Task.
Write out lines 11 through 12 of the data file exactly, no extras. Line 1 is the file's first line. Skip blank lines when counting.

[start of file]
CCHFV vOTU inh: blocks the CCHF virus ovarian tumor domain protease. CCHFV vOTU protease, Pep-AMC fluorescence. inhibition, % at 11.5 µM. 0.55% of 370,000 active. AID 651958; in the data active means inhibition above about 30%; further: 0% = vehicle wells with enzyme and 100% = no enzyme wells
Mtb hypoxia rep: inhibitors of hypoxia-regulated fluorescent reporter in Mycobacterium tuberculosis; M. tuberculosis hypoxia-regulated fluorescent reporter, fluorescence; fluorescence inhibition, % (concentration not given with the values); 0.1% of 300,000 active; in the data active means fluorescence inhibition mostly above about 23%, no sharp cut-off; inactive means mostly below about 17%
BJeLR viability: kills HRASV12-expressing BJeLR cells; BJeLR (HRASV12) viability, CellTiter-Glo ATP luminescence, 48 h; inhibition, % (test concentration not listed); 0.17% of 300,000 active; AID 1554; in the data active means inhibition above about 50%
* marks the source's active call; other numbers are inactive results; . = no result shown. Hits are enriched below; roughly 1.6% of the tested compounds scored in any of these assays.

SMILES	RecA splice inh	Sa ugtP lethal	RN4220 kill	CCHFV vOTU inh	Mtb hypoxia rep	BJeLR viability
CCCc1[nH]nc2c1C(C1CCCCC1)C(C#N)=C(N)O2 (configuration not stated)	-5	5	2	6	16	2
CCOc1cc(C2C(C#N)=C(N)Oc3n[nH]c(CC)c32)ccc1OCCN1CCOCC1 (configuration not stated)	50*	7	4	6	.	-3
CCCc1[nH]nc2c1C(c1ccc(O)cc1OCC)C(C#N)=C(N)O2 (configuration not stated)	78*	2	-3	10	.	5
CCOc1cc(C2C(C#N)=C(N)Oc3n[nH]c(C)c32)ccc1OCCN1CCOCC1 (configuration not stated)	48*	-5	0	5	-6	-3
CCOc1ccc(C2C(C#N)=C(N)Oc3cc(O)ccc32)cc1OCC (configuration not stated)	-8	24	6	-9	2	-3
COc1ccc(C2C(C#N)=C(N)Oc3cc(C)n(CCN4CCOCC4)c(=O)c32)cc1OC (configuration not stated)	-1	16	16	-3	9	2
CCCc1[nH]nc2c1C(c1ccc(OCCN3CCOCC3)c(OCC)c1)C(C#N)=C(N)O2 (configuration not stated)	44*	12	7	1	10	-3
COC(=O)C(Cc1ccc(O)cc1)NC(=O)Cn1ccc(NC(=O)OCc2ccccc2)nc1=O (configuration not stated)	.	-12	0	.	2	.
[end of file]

COc1ccc(C2C(C#N)=C(N)Oc3cc(C)n(CCN4CCOCC4)c(=O)c32)cc1OC (configuration not stated)	-1	16	16	-3	9	2
CCCc1[nH]nc2c1C(c1ccc(OCCN3CCOCC3)c(OCC)c1)C(C#N)=C(N)O2 (configuration not stated)	44*	12	7	1	10	-3